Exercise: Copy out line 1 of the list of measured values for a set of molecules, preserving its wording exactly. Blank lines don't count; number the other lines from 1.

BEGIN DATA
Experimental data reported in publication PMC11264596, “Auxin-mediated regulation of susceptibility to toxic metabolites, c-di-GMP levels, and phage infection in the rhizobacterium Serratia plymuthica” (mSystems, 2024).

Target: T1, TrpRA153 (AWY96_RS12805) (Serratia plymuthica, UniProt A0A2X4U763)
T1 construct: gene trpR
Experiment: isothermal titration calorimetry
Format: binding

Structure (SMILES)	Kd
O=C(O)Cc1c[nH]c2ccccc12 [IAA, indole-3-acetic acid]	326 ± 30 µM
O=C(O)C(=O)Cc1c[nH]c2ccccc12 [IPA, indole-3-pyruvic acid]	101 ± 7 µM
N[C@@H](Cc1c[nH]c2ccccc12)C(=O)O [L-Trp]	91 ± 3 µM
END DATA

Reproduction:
Experimental data reported in publication PMC11264596, “Auxin-mediated regulation of susceptibility to toxic metabolites, c-di-GMP levels, and phage infection in the rhizobacterium Serratia plymuthica” (mSystems, 2024).